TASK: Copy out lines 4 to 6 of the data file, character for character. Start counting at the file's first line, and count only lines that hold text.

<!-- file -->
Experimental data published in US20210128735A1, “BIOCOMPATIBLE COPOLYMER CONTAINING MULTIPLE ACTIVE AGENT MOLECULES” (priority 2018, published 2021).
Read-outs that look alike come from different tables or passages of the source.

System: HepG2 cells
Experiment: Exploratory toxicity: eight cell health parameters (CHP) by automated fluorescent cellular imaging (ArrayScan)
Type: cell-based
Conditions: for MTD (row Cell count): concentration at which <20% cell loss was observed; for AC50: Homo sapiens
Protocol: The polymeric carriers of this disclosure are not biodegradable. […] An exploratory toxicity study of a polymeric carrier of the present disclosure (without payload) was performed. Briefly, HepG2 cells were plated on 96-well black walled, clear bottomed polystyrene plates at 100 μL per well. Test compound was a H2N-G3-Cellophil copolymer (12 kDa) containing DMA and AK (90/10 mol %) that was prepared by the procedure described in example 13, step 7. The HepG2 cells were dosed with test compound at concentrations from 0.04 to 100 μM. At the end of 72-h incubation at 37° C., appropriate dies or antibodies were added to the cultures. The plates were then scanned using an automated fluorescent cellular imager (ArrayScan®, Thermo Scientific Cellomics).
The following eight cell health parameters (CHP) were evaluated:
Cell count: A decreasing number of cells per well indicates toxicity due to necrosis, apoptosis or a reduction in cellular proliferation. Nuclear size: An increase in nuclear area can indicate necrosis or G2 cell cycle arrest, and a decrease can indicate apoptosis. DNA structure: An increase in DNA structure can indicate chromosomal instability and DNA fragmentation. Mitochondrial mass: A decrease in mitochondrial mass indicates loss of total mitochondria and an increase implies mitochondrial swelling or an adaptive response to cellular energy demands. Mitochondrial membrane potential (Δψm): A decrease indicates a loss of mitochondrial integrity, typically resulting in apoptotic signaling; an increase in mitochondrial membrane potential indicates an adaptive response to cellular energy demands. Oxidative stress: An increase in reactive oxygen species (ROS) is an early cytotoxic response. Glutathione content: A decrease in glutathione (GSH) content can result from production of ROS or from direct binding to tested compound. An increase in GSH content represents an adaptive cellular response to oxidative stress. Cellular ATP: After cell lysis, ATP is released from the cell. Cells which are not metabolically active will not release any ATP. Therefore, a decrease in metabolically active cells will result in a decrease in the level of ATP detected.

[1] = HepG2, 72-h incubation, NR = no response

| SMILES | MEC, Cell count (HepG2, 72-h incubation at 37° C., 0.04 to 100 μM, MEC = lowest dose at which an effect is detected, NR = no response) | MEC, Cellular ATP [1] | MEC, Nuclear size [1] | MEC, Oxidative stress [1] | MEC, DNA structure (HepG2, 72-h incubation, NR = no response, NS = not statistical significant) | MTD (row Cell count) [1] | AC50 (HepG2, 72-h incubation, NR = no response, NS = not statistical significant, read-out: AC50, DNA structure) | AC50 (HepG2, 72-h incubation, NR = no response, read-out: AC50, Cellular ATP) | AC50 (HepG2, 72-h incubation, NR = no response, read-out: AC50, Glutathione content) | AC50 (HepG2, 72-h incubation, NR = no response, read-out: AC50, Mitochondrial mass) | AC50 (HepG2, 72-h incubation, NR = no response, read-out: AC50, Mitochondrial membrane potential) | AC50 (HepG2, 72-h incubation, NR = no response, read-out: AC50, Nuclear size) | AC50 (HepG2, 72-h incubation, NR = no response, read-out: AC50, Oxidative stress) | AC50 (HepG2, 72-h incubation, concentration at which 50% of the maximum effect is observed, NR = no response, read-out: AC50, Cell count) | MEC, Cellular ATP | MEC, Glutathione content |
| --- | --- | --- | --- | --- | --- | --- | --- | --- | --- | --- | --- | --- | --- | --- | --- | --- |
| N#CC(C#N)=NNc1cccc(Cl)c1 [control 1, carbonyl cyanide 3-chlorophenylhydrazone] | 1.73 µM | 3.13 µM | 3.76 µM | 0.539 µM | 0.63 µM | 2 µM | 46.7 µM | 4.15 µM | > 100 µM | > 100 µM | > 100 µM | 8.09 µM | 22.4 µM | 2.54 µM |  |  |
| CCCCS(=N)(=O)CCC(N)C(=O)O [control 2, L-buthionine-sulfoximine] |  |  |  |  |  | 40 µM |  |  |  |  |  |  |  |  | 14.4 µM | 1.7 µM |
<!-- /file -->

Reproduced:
Experiment: Exploratory toxicity: eight cell health parameters (CHP) by automated fluorescent cellular imaging (ArrayScan)
Type: cell-based
Conditions: for MTD (row Cell count): concentration at which <20% cell loss was observed; for AC50: Homo sapiens